Let me throw in another opinion (not my own original but it is now coloring my thinking). Burns and Kotlikoff's book THE COMING GENERATIONAL STORM makes a case for home ownership based on the imputed income of a paid-for house. In essence, your house pays your rent so you do not need to earn money (and be taxed on earnings, local, state, SS, Fed, etc.). Other investments' earnings (not all) are taxed in some form.

Why would this imputed, untaxed earning be so valuable? If as B and K believe, taxes can only go up to cover (this is before TARP and all the other recovery programs) SS to boomers, Medicare, Medicade, etc., then "tax free" income is king.

Naturally, their premise is based on several things (big one being taxes on the rise - now there's a stretch!) but they make a good case in the book. Naturally, YMMV
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Old 03-27-2009, 02:04 PM   #25
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Originally Posted by Koolau View Post
Let me throw in another opinion (not my own original but it is now coloring my thinking). Burns and Kotlikoff's book THE COMING GENERATIONAL STORM makes a case for home ownership based on the imputed income of a paid-for house. In essence, your house pays your rent so you do not need to earn money (and be taxed on earnings, local, state, SS, Fed, etc.). Other investments' earnings (not all) are taxed in some form.

Why would this imputed, untaxed earning be so valuable? If as B and K believe, taxes can only go up to cover (this is before TARP and all the other recovery programs) SS to boomers, Medicare, Medicade, etc., then "tax free" income is king.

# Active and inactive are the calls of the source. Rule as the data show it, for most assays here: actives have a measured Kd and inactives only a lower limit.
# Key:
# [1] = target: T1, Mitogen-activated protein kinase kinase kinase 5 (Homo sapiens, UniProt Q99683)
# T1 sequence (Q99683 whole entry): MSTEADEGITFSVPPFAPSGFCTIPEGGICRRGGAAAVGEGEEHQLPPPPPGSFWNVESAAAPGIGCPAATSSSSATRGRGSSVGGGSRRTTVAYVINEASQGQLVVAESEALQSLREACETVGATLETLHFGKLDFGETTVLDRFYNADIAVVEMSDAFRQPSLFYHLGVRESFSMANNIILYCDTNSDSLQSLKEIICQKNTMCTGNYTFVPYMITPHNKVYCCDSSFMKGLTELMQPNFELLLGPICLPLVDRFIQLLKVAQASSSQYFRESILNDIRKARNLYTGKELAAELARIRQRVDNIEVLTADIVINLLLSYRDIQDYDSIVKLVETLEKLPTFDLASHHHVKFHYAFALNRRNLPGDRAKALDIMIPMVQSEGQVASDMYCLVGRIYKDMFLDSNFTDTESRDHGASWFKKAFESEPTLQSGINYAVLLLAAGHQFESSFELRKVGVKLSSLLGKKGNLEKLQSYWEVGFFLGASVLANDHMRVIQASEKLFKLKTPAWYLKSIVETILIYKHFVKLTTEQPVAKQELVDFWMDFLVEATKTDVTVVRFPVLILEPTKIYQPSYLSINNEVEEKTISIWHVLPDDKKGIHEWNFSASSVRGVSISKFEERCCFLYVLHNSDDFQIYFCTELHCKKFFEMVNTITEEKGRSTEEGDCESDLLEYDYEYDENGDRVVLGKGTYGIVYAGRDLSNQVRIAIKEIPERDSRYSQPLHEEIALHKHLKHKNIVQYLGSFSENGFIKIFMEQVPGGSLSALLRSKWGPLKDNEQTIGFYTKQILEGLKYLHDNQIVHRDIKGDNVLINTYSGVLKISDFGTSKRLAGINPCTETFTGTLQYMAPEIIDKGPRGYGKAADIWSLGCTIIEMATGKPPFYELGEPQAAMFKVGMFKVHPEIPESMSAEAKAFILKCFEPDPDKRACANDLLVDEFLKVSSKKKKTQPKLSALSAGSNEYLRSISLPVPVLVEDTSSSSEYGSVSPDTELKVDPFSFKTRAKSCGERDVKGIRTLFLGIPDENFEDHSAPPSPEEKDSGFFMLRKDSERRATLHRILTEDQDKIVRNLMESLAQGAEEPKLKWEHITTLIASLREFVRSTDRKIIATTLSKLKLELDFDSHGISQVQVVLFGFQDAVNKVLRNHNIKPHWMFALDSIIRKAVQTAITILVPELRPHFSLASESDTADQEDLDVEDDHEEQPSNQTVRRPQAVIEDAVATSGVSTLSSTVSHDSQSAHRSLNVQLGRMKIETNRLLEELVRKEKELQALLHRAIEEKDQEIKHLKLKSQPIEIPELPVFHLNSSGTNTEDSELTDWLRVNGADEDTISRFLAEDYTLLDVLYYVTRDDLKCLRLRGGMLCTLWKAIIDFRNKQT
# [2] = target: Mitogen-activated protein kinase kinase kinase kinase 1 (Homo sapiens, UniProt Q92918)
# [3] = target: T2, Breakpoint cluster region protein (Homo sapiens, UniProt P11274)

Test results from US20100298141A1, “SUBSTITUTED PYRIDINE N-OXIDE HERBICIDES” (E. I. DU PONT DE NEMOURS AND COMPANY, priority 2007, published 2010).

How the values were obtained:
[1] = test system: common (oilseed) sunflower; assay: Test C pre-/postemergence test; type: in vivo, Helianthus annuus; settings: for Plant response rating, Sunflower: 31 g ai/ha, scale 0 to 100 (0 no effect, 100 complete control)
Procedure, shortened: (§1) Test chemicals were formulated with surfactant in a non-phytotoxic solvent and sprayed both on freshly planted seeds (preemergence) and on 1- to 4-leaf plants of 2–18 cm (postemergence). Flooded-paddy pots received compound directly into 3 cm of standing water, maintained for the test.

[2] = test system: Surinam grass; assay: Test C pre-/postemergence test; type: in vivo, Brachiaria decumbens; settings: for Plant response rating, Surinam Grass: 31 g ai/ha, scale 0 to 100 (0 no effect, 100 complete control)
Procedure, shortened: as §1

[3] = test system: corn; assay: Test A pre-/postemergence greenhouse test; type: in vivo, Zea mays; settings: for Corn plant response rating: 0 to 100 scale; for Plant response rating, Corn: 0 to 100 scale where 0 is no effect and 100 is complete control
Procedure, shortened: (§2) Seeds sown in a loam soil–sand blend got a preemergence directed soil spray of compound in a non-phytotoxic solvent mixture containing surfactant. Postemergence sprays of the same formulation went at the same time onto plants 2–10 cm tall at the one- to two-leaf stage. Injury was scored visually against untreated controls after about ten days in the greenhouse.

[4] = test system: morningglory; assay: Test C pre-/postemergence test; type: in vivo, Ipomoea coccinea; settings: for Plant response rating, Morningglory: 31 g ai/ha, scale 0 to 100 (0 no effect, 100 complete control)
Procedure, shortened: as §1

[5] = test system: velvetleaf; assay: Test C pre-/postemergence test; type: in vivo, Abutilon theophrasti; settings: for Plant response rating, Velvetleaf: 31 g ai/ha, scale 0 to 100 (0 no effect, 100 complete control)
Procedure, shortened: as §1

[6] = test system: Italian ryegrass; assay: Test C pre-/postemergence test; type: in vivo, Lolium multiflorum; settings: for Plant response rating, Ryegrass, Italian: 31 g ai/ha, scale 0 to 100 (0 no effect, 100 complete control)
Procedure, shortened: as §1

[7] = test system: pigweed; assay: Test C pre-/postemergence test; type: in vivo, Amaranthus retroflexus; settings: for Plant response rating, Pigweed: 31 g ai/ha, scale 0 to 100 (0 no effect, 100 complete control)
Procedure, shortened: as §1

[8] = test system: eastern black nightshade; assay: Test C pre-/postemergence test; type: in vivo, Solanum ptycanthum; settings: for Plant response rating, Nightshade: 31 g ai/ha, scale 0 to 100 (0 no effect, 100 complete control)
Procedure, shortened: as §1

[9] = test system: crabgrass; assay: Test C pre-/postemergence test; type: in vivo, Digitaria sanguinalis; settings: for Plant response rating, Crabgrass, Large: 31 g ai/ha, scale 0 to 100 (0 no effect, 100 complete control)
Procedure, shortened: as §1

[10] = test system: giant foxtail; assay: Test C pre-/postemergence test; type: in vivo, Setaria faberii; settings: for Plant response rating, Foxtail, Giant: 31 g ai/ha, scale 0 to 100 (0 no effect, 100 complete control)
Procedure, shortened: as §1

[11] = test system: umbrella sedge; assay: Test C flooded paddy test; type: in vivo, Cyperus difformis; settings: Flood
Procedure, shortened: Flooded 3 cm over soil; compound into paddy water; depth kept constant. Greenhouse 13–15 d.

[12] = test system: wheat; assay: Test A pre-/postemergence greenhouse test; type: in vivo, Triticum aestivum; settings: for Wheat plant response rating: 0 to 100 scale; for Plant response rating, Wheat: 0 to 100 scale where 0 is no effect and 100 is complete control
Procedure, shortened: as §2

This is, to me, one of the primary driving factors for us to buy a small, cheap house with cash. The ability to live on as little income as possible in an environment where taxes are likely to rise and more means-testing is likely in health care and Social Security. So the more we can configure our lives to be "livable" on lower income, the more survivable our future.

But please don't give Washington any ideas about taxing the "imputed income" of people with paid-off homes... the last thing I need is to pay tax on $500-600 a month representing the rental value of our home.
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Old 03-27-2009, 02:18 PM   #26
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Originally Posted by ziggy29 View Post
This is, to me, one of the primary driving factors for us to buy a small, cheap house with cash. The ability to live on as little income as possible in an environment where taxes are likely to rise and more means-testing is likely in health care and Social Security. So the more we can configure our lives to be "livable" on lower income, the more survivable our future.

But please don't give Washington any ideas about taxing the "imputed income" of people with paid-off homes... the last thing I need is to pay tax on $500-600 a month representing the rental value of our home.
This idea comes up from time to time. I think we can expect the real estate/mortgage/S&L lobby to crush it every time.

Ha
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Old 03-27-2009, 05:55 PM   #27
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Originally Posted by Koolau View Post